The 4-2 vote leads the way for the study to bring on five people to research if reparations are necessary for some Fulton County residents. Khadijah Abdur-Rahman, who voted in favor of the funding, told a local television station the researchers would look at what form of reparations should be given, if any are warranted.
“The purpose of the reparations task force is to evaluate if reparations are warranted, if they are warranted, in what form? Should it be educational, should it be financial? What should they be?” Abdur-Rahman told Fox 5 Atlanta.
Commissioner Bridget Thorne, who voted against the funding, denounced reparations as a “divisive concept” and expressed concern over how reparations could harm the community.
“This is just such a divisive concept and I feel like it’s just gonna hurt Fulton County, it’s just gonna rip us apart. We heard in public comment, how people are gonna be paying for it — this is coming out of taxpayer dollars — this $210,000 is coming out of taxpayers dollars, whatever reparations, whatever they decide, whatever they find, they are going to make the taxpayers pay for it. And we don’t have money for a jail, we don’t have money for a hospital, that’s what we need to be focusing on,” Thorne said prior to the vote.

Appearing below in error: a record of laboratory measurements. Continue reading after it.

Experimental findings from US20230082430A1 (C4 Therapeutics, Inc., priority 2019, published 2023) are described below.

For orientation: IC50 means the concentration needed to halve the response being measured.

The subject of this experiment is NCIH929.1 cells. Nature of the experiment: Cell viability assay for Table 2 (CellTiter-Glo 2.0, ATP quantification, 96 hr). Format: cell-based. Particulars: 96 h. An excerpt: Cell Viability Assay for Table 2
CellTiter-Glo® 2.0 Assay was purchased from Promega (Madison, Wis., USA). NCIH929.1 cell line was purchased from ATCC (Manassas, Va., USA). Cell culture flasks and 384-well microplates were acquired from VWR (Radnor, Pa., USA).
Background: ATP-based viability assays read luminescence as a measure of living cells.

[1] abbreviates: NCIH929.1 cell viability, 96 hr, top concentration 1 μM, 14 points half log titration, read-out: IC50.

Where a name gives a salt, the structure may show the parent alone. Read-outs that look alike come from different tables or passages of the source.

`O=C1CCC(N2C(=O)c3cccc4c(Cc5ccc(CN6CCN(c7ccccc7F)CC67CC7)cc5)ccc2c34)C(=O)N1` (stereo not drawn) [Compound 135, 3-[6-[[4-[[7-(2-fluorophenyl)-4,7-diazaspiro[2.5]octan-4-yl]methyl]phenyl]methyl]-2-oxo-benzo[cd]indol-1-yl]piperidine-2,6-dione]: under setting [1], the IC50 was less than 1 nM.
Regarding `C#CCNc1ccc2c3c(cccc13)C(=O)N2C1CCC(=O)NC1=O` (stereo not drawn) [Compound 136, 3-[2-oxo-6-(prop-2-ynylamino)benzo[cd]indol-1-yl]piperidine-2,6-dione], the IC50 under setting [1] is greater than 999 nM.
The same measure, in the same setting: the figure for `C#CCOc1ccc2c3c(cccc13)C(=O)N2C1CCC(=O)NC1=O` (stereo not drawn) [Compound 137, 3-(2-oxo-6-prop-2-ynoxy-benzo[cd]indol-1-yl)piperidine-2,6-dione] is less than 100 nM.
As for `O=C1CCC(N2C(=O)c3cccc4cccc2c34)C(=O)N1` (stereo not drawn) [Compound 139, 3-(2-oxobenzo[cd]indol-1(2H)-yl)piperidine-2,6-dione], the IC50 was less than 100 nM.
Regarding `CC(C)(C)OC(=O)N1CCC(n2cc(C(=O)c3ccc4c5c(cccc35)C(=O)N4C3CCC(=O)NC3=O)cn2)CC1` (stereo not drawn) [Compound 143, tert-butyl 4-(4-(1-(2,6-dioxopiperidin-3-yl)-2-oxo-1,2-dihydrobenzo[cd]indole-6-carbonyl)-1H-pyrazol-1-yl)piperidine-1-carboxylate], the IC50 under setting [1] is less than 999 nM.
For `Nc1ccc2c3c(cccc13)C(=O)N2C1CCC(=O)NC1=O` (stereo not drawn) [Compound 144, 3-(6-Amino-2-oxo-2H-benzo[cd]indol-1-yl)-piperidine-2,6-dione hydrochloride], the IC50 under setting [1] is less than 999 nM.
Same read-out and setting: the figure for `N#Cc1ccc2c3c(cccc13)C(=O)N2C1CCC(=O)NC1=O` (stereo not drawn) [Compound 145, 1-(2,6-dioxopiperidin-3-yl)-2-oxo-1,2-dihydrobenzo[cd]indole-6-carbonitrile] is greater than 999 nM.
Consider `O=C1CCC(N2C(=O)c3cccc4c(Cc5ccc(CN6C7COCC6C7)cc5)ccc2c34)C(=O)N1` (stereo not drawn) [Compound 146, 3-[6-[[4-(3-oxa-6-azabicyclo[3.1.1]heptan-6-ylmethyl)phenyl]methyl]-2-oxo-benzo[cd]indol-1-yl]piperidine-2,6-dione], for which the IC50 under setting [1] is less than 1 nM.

She also criticized the reparations task force for only researching the county’s actions up to 1980, saying that initiatives the county has done since 1980 should be factored into the study. Thorne also questioned what kind of message the reparations task force was sending to young people, reiterating how “divisive” she believes the concept to be.
Reparations for black descendants of slaves have seen an uptick in interest in recent years, with several states and cities looking into paying black residents for past harms. California’s reparations task force just released its report, recommending payments to black residents who suffered under alleged past discrimination. The California legislature and Gov. Gavin Newsom (D-CA) will determine which recommendations, if any, from the task force are enacted.
Slavery, except as a punishment for a crime, has been illegal in the United States since the 13th Amendment to the Constitution was ratified in 1865.